An obituary in the London Guardian noted that following this momentous victory, “Evans’s reputation was at its height. For a decade, he and the team of talented and aggressive journalists he led at the Sunday Times, pulled off one triumph after another.”

There was, among these scoops, the revelation of Kim Philby as the highest-placed Soviet spy in the history of British intelligence; the showing-up, as a fraudster, of the British MP and publisher, Robert Maxwell; and the publication, in defiance of Britain's self-serving secrecy laws, of Richard Crossman’s diaries (detailing the daily acrimonious happenings inside the Cabinet of Harold Wilson.)

Harold Evans also added to his fame as a fearless journalist by becoming the first British editor to ignore a “D”-Notice: this was an “alert”, issued by the British Government through the “D-Notice Committee” (on which some servile journalists served) that prevented the media from following certain stories, because they were, allegedly, related to “national security”.

In fact, what such alerts imposed was a form of self-censorship which hobbled the media when they were on to stories – such as the defection of British intelligence agents to the Soviets – that would embarrass British intelligence when published. How could a Western nation that consistently criticised the Russians for imposing censorship on their media, impose censorship on its own media and be made to get away with it on a mendacious recourse to reasons of “national security”, Evans implied, by ignoring the D-Notice.

Evans also cut new ground in British journalism by setting up a well-resourced “Insight” team, made up of very courageous journalists selected from the best of the paper's news staff, whose job was to spend time, at a more leisurely pace than usual, digging into stories of skulduggery, not only in British public and business life, but throughout the world.

I had the honour of being commissioned to do two stories for the Insight team of The Sunday Times – one dealing with a Liberian-registered Portuguese oil tanker whose captain sold the cargo of crude oil the boat was carrying, and then deliberately scuppered the boat in West African waters!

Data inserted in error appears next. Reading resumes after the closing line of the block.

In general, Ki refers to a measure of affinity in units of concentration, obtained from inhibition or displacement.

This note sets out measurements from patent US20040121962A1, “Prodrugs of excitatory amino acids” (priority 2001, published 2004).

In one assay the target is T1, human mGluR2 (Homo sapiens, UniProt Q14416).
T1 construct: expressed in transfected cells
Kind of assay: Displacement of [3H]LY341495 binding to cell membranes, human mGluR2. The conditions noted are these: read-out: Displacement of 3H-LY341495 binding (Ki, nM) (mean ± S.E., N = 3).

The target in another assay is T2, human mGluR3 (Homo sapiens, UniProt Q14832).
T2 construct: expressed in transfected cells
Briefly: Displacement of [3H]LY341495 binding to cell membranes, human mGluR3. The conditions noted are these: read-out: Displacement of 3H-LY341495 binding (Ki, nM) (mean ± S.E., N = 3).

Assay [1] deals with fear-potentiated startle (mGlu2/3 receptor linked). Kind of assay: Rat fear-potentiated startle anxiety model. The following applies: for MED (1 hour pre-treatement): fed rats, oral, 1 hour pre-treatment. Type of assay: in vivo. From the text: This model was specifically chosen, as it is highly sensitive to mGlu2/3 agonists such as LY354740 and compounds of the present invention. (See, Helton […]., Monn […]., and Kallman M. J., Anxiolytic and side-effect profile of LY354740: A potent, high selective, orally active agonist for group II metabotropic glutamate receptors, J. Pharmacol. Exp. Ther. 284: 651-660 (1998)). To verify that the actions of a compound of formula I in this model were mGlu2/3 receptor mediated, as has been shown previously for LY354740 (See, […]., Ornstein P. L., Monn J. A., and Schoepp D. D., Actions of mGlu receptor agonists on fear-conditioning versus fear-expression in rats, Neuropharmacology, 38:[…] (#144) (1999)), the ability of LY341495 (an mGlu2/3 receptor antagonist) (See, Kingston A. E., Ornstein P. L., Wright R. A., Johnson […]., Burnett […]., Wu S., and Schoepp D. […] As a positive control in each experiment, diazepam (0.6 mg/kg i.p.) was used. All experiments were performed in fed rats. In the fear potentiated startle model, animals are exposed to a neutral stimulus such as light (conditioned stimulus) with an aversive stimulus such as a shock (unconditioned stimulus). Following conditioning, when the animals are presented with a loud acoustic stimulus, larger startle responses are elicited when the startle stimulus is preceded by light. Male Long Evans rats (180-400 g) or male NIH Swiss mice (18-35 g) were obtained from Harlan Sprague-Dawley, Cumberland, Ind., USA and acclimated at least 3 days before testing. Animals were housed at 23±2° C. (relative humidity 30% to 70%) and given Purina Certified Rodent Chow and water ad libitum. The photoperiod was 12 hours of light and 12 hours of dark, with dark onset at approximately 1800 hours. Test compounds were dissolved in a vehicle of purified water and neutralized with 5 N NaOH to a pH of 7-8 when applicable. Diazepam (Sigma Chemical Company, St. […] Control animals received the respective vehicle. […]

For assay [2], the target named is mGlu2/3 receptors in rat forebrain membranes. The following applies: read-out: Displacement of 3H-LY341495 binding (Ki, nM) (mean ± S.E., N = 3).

I managed to get to Liberia and persuade the lawyer appointed to defend the Portuguese captain, to let the cat out of the bag and tell me the whole story. I think the highest compliment ever paid to me in my journalistic career was the note sent to me by the Insight team editor, who described my story on the caper as “excellent”! That meant they had thoroughly checked the facts I had produced and were certain that if the paper were sued for libel for printing them, they would win because “truth is a complete defence in libel”!

Such incidents made me enjoy working for The Sunday Times very much. I also covered another good story for the paper from Liberia – the violent and bloody Samuel Doe military coup of 1981. The paper's magazine section also sent me on a one-month tour of Nigeria, reporting on the entire economy of the country and its likely political future.

But another story The Sunday Times sent me to do in Lome, nearly cost me my life. I was asked to investigate the crashing-landing, at Lome airport, of an aircraft that was carrying a secret cache of arms and – a large amount of currency! The Togolese authorities had hushed the matter up – because hey were involved in an illiterate arms trade, or because they had taken a huge bribe from the arms traders!

So it was perhaps the most dangerous story I ever covered. For next thing I knew, the Togolese, alerted by some of the people I had interviewed that I knew “too much”, had stationed agents at the Aflao border to arrest me and charge me with espionage (!) when I was leaving Togo! Fortunately, I got wind of their intentions and managed to get back to Accra – by other means!

It was lovely working for a paper edited by Harold Evans. Certainly, the courage and intellectual honesty of Harold Evans he c0nsistently exhibited, would be difficult to find in any other editors of the 20th century – and that includes the Washington Post editors who brought an end to Nixon's presidency.

The hapless people Harold Evans championed included Timothy Evans, a man convicted and hanged in England in 1950, for a murder he did not commit. After Harold Evans and the Sunday Times took up what they considered was his wrongful conviction, Timothy Evans was granted a posthumous pardon. His case was one of the factors that persuaded the British Parliament to abolish the death penalty in the UK!

No wonder Harold Evans was given a knighthood by the Queen. To him, though, the greatest honour he received must have been the vote for him, by readers of the UK Press Gazette, according to him the accolade: “The Greatest Editor That Ever Was.

Columnist: Cameron Duodu